There’s an old adage that goes something like, “Be always sincere but never earnest.” The idea being that while sincerity engenders honesty, earnestness is hampered by its strength of conviction.
Maybe that’s why earnest entertainment typically induces my gag reflex.
I promise I’m not a total monster—if I’m in the right mood or have found the right topic, I can also submerge myself in this genre of programming that, at its best, feels like taking a warm, soothing bath. But too often I’m left cold, dreading the moment when the show I’m watching will lose any sense of critical distance.
That’s why I put off watching Abbott Elementary. The breakout freshman ABC comedy about an underfunded primary school in Philadelphia follows in the excellent footsteps of The Office and Superstore before it. But because it’s been called the most earnest of these workplace sitcoms to date, I shied away from it at first.
When it returned from midseason break, and the hype hadn’t subsided, I finally gave it a shot. Unexpectedly, now I’m hooked, too. My mom has been a public elementary school teacher in Los Angeles for over three decades, and seeing these fictional teachers show up, day after day, for their students isn’t just comforting; it also feels honest to the work in a way that’s surprised me. It’s an example of how earnest storytelling can be done without losing touch with reality—in fact, creator Quinta Brunson’s willingness to engage with and even play against the messiness of the world to achieve this effect is an essential part of Abbott Elementary’s appeal.
It got me thinking about why earnest shows so often struggle to take off their own blinders. As it turns out, the answer has to do with when earnestness came of age in the Victorian era.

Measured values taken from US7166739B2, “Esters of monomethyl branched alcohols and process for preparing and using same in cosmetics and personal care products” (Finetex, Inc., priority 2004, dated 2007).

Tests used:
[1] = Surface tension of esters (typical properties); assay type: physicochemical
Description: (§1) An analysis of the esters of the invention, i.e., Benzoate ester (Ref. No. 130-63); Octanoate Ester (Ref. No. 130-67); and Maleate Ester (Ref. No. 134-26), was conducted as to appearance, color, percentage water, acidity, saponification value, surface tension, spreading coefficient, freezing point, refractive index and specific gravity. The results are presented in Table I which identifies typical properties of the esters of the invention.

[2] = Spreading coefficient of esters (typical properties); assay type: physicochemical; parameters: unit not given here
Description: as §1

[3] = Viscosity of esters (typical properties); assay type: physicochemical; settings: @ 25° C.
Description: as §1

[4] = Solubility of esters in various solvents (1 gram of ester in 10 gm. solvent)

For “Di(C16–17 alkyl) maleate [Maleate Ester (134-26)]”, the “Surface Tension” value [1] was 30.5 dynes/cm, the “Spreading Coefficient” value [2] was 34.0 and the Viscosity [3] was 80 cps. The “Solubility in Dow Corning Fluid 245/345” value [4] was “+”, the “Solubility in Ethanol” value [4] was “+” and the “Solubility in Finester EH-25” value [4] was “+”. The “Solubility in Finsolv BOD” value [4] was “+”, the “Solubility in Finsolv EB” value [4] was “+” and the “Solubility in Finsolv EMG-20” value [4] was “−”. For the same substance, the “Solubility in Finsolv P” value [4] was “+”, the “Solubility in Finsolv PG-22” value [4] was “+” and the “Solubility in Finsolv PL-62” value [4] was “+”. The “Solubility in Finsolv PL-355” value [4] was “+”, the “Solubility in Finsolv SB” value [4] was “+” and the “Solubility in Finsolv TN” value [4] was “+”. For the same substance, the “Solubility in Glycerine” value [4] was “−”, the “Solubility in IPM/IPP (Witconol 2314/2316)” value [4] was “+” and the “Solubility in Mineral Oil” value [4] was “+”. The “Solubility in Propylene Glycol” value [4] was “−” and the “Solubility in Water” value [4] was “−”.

Earnestness flourished in 1800s, riding a wave of Christian evangelism: As Heidi Klum would put it, the high-spirited Regency dandy was out, and the morally earnest Victorian was in.
“This emphasis on earnestness was a backlash … against the frivolity and inconsequentiality of ‘old leisure,’ and against the easy assumptions of what the Evangelicals attacked as ‘nominal religion,’” historian Wendie Ellen Schneider explains in her fascinating book Engines of Truth: Producing Veracity in the Victorian Courtroom.
Victorian changes in social mores, which called on people to look toward society rather than the individual, gave rise to a host of charitable ideas and efforts (everything from the Salvation Army to the Ragged School movement, which provided free education for children who couldn’t afford to pay for it, came out of this period). However, the movement’s religious DNA also turned earnestness into a moral purity test of sorts. People, in turn, altered their behavior to appear righteous, above all else. “Truth,” as Schneider writes, “was often most highly valued as a sign of good character, rather than as of an end itself.”
Earnestness’ most famous critic, Oscar Wilde, did not mince words when it came to denouncing this farce. The poet and playwright, who was once the toast of Victorian London, was persecuted and prosecuted for his sexual orientation; he had no illusions about how dangerous earnestness could be. Which is why, as scholar Kerry Powell writes in Oscar Wilde and the Theatre of the 1890s, Wilde used his most famous drama to take on that “keystone Victorian ideal of earnestness—with its aura of zealous effort, sincerity, and high seriousness.” Importantly, by the end of The Importance of Being Earnest, upright protagonist Jack and his wild alter ego Ernest have become one. In turn, Wilde shows us the absurd nature of earnestness. Because to be earnest, or well, Ernest, in Wilde’s mind, was to be “the ‘true liar,’” as Powell explains, “who overcomes dreary actuality with charming delusions… without reference to clumsy fact.”